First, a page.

© Metro-Goldwyn-Mayer / Film 4
When I hear the term ‘feel-good British comedy movie’, I usually want to hide inside a coal bin. This is especially so when the film credits contain the words ‘Richard’ and ‘Curtis’. Curtis’s cinematic oeuvre doesn’t leave me feeling good, but leaves me feeling sick: for example, Four Weddings and a Funeral (1994), Notting Hill (1998), the first two Bridget Jones films (2001 and 2004) and the absolutely vomit-inducing Love Actually (2003).
I have no intention of ever watching the new Curtis-scripted, Beatles-themed movie Yesterday (2019), even though it’s directed by Danny Boyle. I suspect exposure to it would cause me to develop spewing, frothing, screaming, running-around symptoms similar to those of the people infected by the virus in Boyle’s 28 Days Later (2002).
That said, I did enjoy the recent British comedy-drama Fighting with my Family, which tells the story of Norwich-born World Wrestling Entertainment (WWE) female wrestler Saraya ‘Paige’ Bevis, played by the currently ubiquitous Florence Pugh. Curtis has no connection with the film but it’s written and directed by another long-term member of Britain’s comedy establishment, Stephen Merchant, the former writing partner of Ricky Gervais.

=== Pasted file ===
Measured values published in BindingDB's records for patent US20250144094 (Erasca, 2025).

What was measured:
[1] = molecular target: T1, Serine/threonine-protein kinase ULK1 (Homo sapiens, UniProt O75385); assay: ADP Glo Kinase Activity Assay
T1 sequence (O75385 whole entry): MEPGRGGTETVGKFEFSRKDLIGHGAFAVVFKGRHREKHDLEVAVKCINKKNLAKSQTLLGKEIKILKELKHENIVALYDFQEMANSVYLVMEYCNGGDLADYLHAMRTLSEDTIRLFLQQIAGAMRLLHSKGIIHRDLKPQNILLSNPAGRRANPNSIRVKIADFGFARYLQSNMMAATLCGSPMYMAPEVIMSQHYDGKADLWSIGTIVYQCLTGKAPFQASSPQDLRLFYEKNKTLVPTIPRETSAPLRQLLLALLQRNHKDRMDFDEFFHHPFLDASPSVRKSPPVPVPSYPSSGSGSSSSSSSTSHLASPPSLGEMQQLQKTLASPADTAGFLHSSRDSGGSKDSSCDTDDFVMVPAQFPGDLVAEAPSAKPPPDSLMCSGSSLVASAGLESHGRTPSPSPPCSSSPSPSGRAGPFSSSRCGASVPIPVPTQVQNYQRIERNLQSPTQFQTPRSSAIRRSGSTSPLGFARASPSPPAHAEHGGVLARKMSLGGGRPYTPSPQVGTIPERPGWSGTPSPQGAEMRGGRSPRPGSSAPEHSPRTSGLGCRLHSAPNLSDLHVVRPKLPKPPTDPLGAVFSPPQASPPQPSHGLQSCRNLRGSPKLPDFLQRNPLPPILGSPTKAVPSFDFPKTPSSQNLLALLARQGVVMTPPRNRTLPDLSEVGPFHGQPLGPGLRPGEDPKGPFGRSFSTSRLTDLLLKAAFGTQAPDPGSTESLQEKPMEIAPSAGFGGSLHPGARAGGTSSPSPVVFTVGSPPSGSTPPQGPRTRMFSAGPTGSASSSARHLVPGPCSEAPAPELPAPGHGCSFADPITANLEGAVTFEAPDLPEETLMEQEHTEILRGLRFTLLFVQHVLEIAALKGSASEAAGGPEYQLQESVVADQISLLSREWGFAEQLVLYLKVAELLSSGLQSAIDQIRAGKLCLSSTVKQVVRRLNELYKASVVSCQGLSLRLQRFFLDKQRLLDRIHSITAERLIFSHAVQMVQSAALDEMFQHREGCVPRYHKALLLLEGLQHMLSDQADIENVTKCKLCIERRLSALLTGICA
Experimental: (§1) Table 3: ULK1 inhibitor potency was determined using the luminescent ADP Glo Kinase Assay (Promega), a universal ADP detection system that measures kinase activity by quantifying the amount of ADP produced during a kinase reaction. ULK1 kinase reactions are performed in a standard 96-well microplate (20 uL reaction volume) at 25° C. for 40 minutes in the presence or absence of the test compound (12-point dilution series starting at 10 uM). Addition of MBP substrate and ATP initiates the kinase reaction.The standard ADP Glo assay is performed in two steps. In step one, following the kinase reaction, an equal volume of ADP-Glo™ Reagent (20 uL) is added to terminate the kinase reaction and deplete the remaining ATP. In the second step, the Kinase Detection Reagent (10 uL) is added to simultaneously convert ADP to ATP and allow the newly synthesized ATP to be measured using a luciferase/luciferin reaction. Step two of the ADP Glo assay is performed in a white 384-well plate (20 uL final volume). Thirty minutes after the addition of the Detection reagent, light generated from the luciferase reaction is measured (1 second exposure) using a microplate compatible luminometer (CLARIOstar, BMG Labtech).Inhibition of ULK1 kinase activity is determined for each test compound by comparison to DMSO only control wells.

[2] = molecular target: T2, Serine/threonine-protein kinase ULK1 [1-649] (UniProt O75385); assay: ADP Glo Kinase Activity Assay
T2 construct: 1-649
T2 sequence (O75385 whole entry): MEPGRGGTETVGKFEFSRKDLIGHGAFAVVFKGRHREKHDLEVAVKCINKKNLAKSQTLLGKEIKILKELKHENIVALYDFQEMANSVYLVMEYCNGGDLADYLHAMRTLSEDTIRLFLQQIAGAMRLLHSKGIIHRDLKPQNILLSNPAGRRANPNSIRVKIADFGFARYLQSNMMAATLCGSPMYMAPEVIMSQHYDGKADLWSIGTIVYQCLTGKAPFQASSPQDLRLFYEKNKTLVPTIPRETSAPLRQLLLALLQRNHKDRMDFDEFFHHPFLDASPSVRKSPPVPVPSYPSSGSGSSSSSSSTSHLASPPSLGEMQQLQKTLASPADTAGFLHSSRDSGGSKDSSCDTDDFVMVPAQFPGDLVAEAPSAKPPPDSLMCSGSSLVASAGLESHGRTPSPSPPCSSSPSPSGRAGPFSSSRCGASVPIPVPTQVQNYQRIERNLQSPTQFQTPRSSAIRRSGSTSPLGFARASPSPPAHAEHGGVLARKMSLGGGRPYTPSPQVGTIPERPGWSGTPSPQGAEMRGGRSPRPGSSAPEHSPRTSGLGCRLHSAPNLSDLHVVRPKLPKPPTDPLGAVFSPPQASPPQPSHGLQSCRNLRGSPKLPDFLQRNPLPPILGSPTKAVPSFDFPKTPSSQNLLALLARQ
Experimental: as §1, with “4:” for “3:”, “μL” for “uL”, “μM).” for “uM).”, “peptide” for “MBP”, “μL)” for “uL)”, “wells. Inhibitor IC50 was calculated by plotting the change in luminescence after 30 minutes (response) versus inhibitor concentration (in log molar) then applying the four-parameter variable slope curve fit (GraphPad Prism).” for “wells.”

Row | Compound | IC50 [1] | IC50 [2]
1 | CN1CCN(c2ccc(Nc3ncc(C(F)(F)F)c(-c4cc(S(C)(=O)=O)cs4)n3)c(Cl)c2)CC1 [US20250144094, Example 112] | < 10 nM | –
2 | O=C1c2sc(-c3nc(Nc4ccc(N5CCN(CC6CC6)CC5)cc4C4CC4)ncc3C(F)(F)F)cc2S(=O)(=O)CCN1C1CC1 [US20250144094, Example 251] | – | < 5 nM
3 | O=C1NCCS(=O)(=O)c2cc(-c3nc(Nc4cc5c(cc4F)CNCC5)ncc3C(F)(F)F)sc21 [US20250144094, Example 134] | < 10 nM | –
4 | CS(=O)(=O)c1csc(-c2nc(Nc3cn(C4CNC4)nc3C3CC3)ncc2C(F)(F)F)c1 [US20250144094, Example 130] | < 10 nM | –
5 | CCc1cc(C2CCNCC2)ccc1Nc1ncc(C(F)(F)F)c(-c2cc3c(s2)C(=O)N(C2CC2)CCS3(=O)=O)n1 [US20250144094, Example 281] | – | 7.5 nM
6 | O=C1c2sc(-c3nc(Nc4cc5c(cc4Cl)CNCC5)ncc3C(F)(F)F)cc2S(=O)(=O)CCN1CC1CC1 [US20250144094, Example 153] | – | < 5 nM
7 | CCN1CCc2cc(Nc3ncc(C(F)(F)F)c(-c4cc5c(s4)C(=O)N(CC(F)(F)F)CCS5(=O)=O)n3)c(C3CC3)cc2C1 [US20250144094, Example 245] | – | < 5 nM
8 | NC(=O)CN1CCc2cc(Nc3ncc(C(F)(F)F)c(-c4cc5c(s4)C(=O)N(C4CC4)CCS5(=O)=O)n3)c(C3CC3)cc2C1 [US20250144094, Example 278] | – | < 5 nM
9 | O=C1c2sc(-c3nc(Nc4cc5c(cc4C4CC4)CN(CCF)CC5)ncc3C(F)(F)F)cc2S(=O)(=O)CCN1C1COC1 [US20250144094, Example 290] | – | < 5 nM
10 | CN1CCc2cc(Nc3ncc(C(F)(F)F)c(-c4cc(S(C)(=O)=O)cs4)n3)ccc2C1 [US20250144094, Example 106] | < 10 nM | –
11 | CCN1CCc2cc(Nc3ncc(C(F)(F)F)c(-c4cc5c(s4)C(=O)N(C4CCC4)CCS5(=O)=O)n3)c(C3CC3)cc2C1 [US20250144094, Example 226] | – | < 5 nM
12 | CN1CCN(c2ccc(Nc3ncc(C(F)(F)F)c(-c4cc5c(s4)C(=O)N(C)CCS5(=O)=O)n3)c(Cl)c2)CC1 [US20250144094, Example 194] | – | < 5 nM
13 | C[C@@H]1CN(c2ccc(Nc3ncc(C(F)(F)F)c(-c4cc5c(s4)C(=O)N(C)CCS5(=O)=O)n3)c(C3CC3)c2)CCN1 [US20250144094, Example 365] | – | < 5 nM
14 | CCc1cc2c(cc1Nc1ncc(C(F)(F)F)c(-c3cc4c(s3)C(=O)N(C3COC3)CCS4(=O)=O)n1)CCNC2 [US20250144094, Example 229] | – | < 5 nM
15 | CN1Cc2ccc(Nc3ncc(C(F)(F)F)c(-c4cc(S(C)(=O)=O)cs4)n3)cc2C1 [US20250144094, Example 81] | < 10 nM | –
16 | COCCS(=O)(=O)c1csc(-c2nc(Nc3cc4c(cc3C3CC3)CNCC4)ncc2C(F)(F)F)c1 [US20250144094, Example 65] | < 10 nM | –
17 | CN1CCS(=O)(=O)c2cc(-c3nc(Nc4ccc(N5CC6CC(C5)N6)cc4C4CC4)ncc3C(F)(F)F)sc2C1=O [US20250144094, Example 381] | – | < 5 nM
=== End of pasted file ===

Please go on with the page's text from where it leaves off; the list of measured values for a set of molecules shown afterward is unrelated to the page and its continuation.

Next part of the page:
Now Fighting with my Family is no masterpiece and its rags-to-riches tale is a very familiar one. At the start, when Paige isn’t hurtling, bouncing and thudding around the ring in her family’s wrestling gym / independent wrestling-circuit venue, she’s mooching about the streets of Norwich in black eyeliner, facial piercings and unsunny goth-metal gear. Then she gets a once-in-a-lifetime break at a WWE try-out at the O2 Arena, is selected and flown to the USA by wrestling promoter / coach Hutch Morgan (Vince Vaughan), is trained in the flashy and razzmatazz-y ways of the WWE and finally wins the WWE Divas Championship. During the process she encounters hardships: like having to withstand the tough-love training of Morgan, who forces his charges to upend monster-truck tyres all the way along a beach; and the bitchiness of her fellow lady wrestler-trainees, who are ex-models, ex-dancers and ex-cheerleaders, are glammed up to 11 even at moments when they should be shedding sweat like garden sprinklers, and regard poor Paige as a refugee from a Halloween party.
The positive, life-affirming ending is never in doubt, though. It couldn’t be – for Paige is a real wrestler, her remarkable story is well known and it’s already been chronicled in a 2012 Channel 4 documentary.